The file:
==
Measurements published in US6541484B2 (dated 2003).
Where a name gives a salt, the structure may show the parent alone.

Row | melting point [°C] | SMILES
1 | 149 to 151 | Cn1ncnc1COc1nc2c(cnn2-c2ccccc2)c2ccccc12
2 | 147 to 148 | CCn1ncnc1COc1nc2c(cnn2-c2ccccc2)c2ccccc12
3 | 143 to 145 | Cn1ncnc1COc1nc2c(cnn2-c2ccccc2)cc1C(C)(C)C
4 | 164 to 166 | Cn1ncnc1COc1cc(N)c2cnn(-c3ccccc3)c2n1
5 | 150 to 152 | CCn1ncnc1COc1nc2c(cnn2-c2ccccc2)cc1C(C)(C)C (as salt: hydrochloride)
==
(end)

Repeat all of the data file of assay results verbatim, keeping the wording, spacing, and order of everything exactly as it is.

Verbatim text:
Measurements published in US6541484B2 (dated 2003).
Where a name gives a salt, the structure may show the parent alone.

Row | melting point [°C] | SMILES
1 | 149 to 151 | Cn1ncnc1COc1nc2c(cnn2-c2ccccc2)c2ccccc12
2 | 147 to 148 | CCn1ncnc1COc1nc2c(cnn2-c2ccccc2)c2ccccc12
3 | 143 to 145 | Cn1ncnc1COc1nc2c(cnn2-c2ccccc2)cc1C(C)(C)C
4 | 164 to 166 | Cn1ncnc1COc1cc(N)c2cnn(-c3ccccc3)c2n1
5 | 150 to 152 | CCn1ncnc1COc1nc2c(cnn2-c2ccccc2)cc1C(C)(C)C (as salt: hydrochloride)